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PiJuice Weather Station Project

PiJuice Weather Station Project

This project will show you how to build a basic weather station using some easy-to-source components, the Raspberry Pi and powered by only the PiJuice portable battery solution and compatible solar panels. This project will be a truly off the grid solution to powering your projects all day and night, taking valuable sensor readings of the local atmospheric weather around you.

The project will be built on a breadboard to test that the circuit is working and you are able to get readings from the sensors and then it will be ported over to a fixed Pi Crust Pro prototyping HAT.

What you will need

You will need the following parts to build this project. Some optional parts are required for the initial setup on the Raspberry Pi:


  • Raspberry Pi Computer 2, 3 B or 3 B+
  • 8GB MicroSD card with the latest Raspbian Stretch installed
  • Mouse and Keyboard (Initial Setup)
  • Power supply 2.5A
  • Pi Crust Pro (optional)
  • Breadboard
  • PiJuice HAT
  • PiJuice Solar Panel (optional)

Below is a list of electronic components required:

  • MCP3008 ADC
  • LDR Light Sensor
  • LM35 Temperature Sensor
  • DHT22 Humidity Sensor
  • TGS2600 Air Quality Sensor (optional)
  • Outdoor IP rated junction box (Optional)
  • Jumper wires
  • Single Gauge cable (Optional)

Hardware Setup

First we are going to prototype all the sensors on our breadboard to make sure that we have connected the sensors to the Raspberry Pi correctly and we are able to take accurate readings without any issues. We will connect each sensor in stages as it is easier to debug when things don’t go as planned.

Since the Raspberry Pi is primarily a digital system we need a way to interface with our analog sensors. To do this we are going to use a chip called MCP3008, which is an analog to digital convertor. To connect the MCP3008 take a look at the below circuit diagram:

The MCP3008 chip will have a small indent circle on the top, this will indicate which is pin 1. Make sure that you get the orientation correctly when inserting the MCP3008 into the breadboard. Below is the pinout for the MCP3008 IC:

You can follow the guide below for the pinout of the Raspberry Pi and the MCP3008:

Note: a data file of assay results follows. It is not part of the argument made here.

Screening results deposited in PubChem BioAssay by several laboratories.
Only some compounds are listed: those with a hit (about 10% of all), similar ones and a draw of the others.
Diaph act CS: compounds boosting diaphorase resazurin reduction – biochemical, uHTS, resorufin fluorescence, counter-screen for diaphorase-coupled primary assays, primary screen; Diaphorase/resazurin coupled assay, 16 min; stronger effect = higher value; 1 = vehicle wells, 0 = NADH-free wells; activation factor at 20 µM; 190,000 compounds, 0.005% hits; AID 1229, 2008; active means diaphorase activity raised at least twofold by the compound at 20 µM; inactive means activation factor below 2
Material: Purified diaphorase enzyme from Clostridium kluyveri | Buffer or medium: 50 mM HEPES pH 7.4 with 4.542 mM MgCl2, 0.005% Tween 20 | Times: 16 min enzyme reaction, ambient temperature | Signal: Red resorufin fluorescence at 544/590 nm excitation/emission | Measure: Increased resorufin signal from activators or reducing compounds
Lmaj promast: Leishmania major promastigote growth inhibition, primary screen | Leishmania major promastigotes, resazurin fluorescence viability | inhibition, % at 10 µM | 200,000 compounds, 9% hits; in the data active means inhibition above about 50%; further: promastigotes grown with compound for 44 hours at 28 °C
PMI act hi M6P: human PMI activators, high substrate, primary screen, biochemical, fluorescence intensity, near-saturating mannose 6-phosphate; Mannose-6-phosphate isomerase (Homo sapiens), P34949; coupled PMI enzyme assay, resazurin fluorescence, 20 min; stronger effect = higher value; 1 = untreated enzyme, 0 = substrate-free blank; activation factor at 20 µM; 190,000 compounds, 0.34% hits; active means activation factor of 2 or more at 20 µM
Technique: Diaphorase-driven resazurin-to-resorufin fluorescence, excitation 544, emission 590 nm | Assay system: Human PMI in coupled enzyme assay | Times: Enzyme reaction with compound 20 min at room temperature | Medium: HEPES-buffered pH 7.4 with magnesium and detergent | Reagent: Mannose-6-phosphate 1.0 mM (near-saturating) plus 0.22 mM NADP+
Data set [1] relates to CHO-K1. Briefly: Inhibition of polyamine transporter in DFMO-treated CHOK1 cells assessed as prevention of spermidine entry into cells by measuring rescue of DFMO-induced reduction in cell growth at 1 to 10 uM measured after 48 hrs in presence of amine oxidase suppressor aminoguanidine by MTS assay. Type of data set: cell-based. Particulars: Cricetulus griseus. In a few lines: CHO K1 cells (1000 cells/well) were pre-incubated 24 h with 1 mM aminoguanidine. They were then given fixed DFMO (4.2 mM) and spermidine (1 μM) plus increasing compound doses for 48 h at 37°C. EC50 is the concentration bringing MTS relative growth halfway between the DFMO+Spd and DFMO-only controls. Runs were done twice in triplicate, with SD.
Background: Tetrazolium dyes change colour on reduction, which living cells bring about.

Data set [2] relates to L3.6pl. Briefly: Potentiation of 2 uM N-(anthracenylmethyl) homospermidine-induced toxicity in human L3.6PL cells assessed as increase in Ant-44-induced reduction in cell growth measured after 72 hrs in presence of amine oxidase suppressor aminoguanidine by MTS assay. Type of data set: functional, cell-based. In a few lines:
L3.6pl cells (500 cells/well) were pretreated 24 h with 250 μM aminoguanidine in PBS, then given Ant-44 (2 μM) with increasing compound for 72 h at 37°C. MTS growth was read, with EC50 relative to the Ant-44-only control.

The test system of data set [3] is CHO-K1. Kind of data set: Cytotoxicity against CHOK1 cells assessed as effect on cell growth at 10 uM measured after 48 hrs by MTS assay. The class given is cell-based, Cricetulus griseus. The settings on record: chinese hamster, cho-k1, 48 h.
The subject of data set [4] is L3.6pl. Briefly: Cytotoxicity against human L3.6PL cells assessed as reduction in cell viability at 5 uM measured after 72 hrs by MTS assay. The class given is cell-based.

MCP3008 Raspberry Pi
VDD 3.3V Pin 1
VRE 3.3V Pin 1
CS/SHDN CE0 Pin 24

You will notice that the pins on the left most side of the MCP3008 are labelled CH0 to CH7 and these pins are used to connect your analog sensors, up to 8 in total.

Now let’s connect the light sensor to the MCP3008 CH0, which is pin 1. You will need to connect one side of the LDR to ground and the other to 3V3 via a 2.2K resistor and CH0,  as shown in the circuit diagram below.

Now let’s connect the LM35 analog temperature sensor. The LM35 has three pins in total, looking at the flat side of the temperature sensor the left most pin must be connected to 5V, the middle pin to CH1 and the rightmost pin to ground.

Lastly, we can now connect the DHT22 humidity sensor. This sensor is a digital sensor, therefore we can connect it directly to the Raspberry Pi GPIO header. Insert the DHT22 sensor into the breadboard, looking at the grid of the plastic housing there are four pins in total on the underside. Connect pin 1, which is on the left most side to 3.3V. Pin 2 goes to GPIO 4 and 3V3 via a 10K resistor. Pin 3 is left disconnected and pin 4 connects to ground.

That’s it for the circuit, we have connected all the components to the Raspberry Pi either directly using digital components or via the MCP3008 using analog components. In this next section we will test each sensor to make sure that we have connected it correctly and we are able to receive the data from each sensor.

Installing the Software

This project runs on the latest version of Raspbian OS for the Raspberry Pi. Make sure you run sudo apt-get update before installing the following libraries. You will need to run the following commands in the terminal window to install the libraries for the weather sensors.

Auto Installation

Just run the following line in the terminal to automatically install all the libraries and project files to the Raspberry Pi.

Raspbian OS Install Script:

# Run this line and the weather station will be setup and installed
curl -sSL | sudo bash